Read it in Books #1

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I love books, not just reading them but holding them, enjoying looking at the covers and reading the blurb. Most of all, I love the mystery that unravels at the turn of a page.  I couldn’t own a Kindle, I’d feel like a traitor to my best friends; silly I know, but there you go.

I don’t remember being taught to read at school. I just remember the teachers being amazed at how quickly I could read new words and plough through books. Later in my school days they’d be amazed at how shit I was at everything else, hey you can’t have it all!

In my blog, I’ll share will you my favourite books, thoughts on why I like certain authors and if I get the courage I’ll post the chapters of my latest novel as I complete them.

Let’s start at the beginning though shall we?

The Once and Future King – T.H White 

 

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This was the first book I ever devoured from cover to cover. I was around thirteen years old, I’d read loads of books, but this one was a turning point in my reading pleasure.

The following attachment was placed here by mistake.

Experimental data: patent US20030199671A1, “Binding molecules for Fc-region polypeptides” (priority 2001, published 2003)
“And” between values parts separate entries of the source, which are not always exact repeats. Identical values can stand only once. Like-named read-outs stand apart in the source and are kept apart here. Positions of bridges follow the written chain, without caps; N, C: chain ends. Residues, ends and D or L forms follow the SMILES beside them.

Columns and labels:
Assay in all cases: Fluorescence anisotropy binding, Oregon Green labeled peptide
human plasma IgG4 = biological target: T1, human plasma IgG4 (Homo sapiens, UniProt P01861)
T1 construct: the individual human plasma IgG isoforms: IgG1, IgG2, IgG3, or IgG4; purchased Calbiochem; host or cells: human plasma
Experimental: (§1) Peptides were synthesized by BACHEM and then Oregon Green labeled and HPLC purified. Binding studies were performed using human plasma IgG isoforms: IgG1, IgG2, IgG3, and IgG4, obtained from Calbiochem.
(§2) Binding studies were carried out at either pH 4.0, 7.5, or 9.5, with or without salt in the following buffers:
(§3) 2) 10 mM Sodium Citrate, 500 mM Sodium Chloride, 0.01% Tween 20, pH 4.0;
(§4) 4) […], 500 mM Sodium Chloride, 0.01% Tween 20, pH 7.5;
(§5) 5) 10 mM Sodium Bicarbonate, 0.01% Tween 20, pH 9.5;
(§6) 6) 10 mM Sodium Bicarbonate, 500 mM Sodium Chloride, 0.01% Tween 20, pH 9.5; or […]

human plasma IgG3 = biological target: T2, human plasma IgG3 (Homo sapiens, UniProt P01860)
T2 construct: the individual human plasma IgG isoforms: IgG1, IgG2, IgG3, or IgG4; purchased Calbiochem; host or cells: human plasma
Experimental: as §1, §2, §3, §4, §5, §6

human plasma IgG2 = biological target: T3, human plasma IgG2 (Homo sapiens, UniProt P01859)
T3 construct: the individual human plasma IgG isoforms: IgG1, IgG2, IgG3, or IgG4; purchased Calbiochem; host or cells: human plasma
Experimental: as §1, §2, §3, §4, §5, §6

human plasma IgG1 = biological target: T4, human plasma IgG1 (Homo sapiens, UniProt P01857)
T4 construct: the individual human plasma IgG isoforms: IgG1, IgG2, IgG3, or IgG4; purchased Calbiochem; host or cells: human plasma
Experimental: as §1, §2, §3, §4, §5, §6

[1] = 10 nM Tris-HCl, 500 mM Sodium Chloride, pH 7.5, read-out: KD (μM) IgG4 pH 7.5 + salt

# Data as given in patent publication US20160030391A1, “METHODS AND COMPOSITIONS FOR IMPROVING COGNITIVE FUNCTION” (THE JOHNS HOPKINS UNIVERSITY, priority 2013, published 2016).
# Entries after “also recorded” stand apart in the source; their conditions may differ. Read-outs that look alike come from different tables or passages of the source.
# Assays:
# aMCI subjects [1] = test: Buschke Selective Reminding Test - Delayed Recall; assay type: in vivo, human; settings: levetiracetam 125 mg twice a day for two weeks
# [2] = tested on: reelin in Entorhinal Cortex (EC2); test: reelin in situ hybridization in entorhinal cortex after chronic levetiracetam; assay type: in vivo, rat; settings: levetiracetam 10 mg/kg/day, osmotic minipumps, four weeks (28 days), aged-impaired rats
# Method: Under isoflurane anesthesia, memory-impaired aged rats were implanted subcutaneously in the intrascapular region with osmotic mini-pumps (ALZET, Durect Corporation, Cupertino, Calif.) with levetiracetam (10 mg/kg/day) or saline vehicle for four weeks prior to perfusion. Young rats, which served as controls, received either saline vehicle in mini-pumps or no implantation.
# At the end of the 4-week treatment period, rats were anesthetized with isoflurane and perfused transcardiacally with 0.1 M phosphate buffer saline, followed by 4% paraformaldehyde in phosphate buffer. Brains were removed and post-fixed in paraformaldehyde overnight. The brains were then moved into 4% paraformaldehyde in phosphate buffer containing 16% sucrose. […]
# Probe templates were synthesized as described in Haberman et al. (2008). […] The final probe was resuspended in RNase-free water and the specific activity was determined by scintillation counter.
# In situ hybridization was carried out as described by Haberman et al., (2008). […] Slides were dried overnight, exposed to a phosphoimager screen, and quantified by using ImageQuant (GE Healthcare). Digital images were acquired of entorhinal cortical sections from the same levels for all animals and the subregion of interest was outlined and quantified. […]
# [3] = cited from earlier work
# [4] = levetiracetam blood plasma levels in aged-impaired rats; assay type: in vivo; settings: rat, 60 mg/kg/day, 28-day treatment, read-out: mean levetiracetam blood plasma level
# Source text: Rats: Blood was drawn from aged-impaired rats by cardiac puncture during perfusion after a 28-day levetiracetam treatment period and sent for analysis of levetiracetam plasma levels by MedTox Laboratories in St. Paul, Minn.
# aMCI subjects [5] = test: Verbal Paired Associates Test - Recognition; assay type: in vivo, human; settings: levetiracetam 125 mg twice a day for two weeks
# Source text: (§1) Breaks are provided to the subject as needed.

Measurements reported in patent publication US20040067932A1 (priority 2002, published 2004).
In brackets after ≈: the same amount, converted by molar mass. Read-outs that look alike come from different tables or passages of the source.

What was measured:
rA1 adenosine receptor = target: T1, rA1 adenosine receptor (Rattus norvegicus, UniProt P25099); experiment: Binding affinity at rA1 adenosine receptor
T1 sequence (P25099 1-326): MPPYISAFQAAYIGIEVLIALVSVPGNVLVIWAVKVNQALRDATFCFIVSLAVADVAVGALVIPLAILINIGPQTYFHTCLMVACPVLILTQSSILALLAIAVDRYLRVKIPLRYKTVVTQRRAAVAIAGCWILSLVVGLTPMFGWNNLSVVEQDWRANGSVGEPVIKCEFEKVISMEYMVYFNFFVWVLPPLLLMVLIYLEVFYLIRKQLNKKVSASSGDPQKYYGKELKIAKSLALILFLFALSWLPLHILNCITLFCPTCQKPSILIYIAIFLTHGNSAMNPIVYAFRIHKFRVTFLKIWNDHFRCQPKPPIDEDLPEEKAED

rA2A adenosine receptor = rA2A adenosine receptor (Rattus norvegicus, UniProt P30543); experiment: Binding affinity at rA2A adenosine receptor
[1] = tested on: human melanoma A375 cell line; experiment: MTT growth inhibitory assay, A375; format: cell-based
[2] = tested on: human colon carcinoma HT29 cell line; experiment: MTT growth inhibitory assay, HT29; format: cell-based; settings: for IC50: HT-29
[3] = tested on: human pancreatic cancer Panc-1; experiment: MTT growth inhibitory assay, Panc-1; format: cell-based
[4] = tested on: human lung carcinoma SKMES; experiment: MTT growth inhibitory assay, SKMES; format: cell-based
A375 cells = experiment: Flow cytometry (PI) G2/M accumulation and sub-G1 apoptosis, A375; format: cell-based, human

The Once and Future King was the story of King Arthur and the Knights of the Round Table. It was the original (and best) game of thrones without the tits and ice.

The story tells of how Wart (Arthur) meets Merlyn who gives him a very different sort of education; turning Wart into a bird of prey, a fish and an ant. Why did he do this? To teach him about social groups and the order of things and it makes perfect sense to me. Could you imagine that today! OFSTEAD would have a fit at such unethical teaching  practices. Turning children into creatures would never make it to the curriculum even if it were possible, imagine the health and safety breaches!!

At times it was hard reading for me, there were lots of deep messages about relationships and such that I didn’t understand; for a children’s book it was very deep and dark. I think that’s why I loved it. I hadn’t read anything so fanciful before and the way it was written just appealed to me.

The second half of the book was particularly tricky, the harsher side of life, love and responsibility came to the fore and it didn’t seem as comforting in the latter chapters. The end of the book is terribly sad and I remember sobbing for ages until I decided to read it again almost instantly.

It’s a lovely book with great tales and important messages of kindness, loyalty and love. I’ve read it many times since and I would highly recommend it.

 

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